On Social Media and Happy Marriages (Day 1 at the ISNA Canada Convention)

This past weekend ISNA Canada held their annual convention at the ISNA Canada Masjid in Mississauga. And despite my full intentions to get there on time, I got lost on the 1st Day of the Convention, and only reached the masjid near the end of Shaykh Ahmed Saad al-Azhari’s lecture on Surah Kahf. What I heard was excellent though, and a good reminder to critically evaluate one’s time and energy in virtual spaces, to strive to have consistent behaviour regardless of who you are interacting with, and to have patience with the learning process.

After Shaykh Ahmed Saad spoke, Dr. Altaf Hussain gave a lecture on creating happy marriages and living “happily ever after.” He spoke about the importance of resisting the urge to have an elaborate wedding, and to focus instead on how a couple will live their life together afterwards. Once married he said, we need to focus on stopping “micro-aggressions” before they create major problems in our relationships, and build partnerships where dua and praying together and for each other are at the core of one’s shared life. Finally, he also addressed and you could hear the seriousness, emphasis and frustration in his voice as he spoke, about the importance of remembering that the Prophet peace and blessings be upon him and Khadijah, may Allah be well pleased with her, had an age difference between them. As communities and families he said, we must stop assuming that women past a certain age/are older are unacceptable spouses. I stayed for that lecture as well before heading back downtown.

I was a bit shaken from getting lost and so my notes from the 1st day are very basic, but I’ve included them below. I’m not normally a conference -goer, but was really impressed by the quality of the ISNA Canada Convention. The volunteers were polite, there were so many families and young people in attendance, the bazaar was lovely, the masjid was beautiful, and throughout the whole event, you could tell that several months of planning and careful thought had gone into this weekend. Every lecture in the main hall had a sign language interpreter on stage to make the event more accessible, and the entire conference had a strong sustainability focus. Every registrant was given a refillable water bottle and there were no plastic water bottles sold at the conference alhamdullilah. May God bless and reward in the best of ways all those involved in this conference, and enable us to implement what we learned insha’Allah. It truly was a beneficial, needed weekend.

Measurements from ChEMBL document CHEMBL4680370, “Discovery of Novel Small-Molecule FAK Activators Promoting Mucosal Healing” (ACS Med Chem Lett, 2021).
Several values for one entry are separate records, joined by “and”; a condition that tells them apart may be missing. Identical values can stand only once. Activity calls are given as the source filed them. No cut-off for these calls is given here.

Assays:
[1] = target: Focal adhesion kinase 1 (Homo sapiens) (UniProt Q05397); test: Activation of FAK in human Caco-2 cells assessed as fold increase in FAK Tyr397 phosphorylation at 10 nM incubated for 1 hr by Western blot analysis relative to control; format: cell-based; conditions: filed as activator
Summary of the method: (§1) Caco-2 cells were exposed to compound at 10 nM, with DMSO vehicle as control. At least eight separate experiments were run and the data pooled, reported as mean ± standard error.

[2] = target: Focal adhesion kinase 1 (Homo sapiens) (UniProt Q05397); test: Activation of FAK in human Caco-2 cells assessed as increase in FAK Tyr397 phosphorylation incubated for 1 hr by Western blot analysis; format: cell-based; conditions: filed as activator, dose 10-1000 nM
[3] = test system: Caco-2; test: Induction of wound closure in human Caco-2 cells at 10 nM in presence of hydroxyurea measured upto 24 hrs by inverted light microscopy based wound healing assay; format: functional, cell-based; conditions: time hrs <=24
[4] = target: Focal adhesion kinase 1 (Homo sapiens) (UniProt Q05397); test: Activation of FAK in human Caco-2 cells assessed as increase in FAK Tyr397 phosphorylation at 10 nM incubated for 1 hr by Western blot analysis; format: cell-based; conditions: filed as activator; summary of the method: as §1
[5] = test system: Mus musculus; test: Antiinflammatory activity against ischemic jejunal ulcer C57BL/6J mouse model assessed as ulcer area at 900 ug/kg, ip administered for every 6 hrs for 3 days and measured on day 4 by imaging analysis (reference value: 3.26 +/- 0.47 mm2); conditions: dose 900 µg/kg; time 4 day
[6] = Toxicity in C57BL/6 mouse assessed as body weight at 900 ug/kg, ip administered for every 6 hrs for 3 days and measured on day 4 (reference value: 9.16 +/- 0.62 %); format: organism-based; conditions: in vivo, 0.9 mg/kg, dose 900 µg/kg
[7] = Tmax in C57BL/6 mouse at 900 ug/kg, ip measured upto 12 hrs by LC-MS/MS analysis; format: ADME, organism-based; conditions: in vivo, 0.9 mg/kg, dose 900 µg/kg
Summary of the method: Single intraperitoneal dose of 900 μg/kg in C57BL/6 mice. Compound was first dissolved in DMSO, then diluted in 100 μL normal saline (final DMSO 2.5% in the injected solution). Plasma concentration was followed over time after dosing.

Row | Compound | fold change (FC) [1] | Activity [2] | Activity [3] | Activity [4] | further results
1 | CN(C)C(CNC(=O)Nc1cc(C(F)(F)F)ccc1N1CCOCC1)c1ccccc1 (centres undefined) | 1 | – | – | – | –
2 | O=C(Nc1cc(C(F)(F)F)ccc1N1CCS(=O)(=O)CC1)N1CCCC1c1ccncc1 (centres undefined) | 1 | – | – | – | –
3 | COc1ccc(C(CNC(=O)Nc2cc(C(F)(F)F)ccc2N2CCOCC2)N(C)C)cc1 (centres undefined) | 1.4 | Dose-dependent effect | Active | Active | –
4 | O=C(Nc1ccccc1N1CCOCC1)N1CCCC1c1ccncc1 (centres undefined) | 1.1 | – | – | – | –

Accessible gatherings

Accessible gatherings


Shaykh Ahmed Saad al-Azhari

  • We need to be true seekers of God
  • Go to your cave and create your own space. A cave is a mercy.
  • Social media invades our privacy.
  • Facebook, Twitter are virtual spaces, and we spend more time in these virtual spaces than we do on our prayer mat, than we do on our own selves.

Rabatna – be faithful to our principles

  • Disengage like the youth in the cave. Let this be a creative disengagement, a productive disengagement.
  • Be like a mat in a house. The mat will not move until you move it.
  • Don’t focus on non-beneficial differences between people.
  • Life in a cave, you do not need much.
  • Stop evaluating people’s opinions based on your own monolithic view